Thursday, 14 December 2017 07:55

Trailblazing Terra Trac

Written by  Mark Daniel

German harvester manufacturer Claas, known for the rubber track system it developed 30 years ago, went on to refine it.

Now the Terra Trac system is a must-have for Lexion combine harvester users looking for less ground compaction and overall width, and much more traction, particularly on slopes.

At the recent Agritechnica in Hanover the company unveiled a similar system for its Jaguar self-propelled forage harvesters.

On the Jaguar, a headland protection system protects the soil profile and the grass plants as the machine turns at the end of a run.

In operation, the land wheel of each track is raised, leaving the machine’s weight to be carried by the rive wheel and middle rollers. As a result, the contact area and ground pressure changes briefly to match that normally imposed by 800mm diameter conventional tyres.

The improved design is affirmed by testing at the University of Kiel, Germany, that showed the technology reduces the undesirable ‘shear effect’ to just about the same level as on tractors with conventional tyres.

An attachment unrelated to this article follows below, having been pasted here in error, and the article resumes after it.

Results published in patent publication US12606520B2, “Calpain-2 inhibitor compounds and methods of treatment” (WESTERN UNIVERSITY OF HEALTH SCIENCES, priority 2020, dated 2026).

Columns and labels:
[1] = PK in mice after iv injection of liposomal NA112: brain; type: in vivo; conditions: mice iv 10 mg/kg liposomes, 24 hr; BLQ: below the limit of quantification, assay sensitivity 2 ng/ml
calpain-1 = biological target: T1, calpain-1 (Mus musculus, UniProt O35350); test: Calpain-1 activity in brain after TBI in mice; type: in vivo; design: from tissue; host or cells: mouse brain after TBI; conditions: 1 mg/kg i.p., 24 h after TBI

Jaguar Terra Trac systems use 635mm wide tracks that keep transport widths to about 3m and allow a top speed of 40km/h. As an option, 800mm wide tracks will help reduce ground compaction but increase transport width to 3.5m.

A further benefit is that the insertion and removal of the corn cracker modules is said to be easier, as tracked machines sit much lower than their conventional counterparts.

 

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